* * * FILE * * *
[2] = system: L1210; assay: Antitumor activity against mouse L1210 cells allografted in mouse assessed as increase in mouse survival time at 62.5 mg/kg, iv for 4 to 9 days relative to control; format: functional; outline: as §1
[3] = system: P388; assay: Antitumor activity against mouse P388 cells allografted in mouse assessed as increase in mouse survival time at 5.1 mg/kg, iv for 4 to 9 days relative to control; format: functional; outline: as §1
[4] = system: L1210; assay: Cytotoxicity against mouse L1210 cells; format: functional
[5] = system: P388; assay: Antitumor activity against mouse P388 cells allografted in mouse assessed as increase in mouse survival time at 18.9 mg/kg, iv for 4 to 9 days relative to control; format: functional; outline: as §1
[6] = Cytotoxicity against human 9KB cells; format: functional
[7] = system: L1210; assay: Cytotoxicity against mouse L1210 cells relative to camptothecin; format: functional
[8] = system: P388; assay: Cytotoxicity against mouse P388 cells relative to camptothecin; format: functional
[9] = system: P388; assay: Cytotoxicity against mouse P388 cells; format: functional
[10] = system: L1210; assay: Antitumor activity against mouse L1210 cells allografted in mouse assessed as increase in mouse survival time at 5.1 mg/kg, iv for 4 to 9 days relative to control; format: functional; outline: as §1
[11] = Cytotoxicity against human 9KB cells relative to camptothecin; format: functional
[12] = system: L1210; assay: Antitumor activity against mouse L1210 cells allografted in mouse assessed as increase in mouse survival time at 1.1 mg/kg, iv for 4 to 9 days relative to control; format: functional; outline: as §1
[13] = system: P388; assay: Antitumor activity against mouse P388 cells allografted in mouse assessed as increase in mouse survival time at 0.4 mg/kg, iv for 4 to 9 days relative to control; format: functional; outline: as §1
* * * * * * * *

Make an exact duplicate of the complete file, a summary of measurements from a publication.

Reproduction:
[2] = system: L1210; assay: Antitumor activity against mouse L1210 cells allografted in mouse assessed as increase in mouse survival time at 62.5 mg/kg, iv for 4 to 9 days relative to control; format: functional; outline: as §1
[3] = system: P388; assay: Antitumor activity against mouse P388 cells allografted in mouse assessed as increase in mouse survival time at 5.1 mg/kg, iv for 4 to 9 days relative to control; format: functional; outline: as §1
[4] = system: L1210; assay: Cytotoxicity against mouse L1210 cells; format: functional
[5] = system: P388; assay: Antitumor activity against mouse P388 cells allografted in mouse assessed as increase in mouse survival time at 18.9 mg/kg, iv for 4 to 9 days relative to control; format: functional; outline: as §1
[6] = Cytotoxicity against human 9KB cells; format: functional
[7] = system: L1210; assay: Cytotoxicity against mouse L1210 cells relative to camptothecin; format: functional
[8] = system: P388; assay: Cytotoxicity against mouse P388 cells relative to camptothecin; format: functional
[9] = system: P388; assay: Cytotoxicity against mouse P388 cells; format: functional
[10] = system: L1210; assay: Antitumor activity against mouse L1210 cells allografted in mouse assessed as increase in mouse survival time at 5.1 mg/kg, iv for 4 to 9 days relative to control; format: functional; outline: as §1
[11] = Cytotoxicity against human 9KB cells relative to camptothecin; format: functional
[12] = system: L1210; assay: Antitumor activity against mouse L1210 cells allografted in mouse assessed as increase in mouse survival time at 1.1 mg/kg, iv for 4 to 9 days relative to control; format: functional; outline: as §1
[13] = system: P388; assay: Antitumor activity against mouse P388 cells allografted in mouse assessed as increase in mouse survival time at 0.4 mg/kg, iv for 4 to 9 days relative to control; format: functional; outline: as §1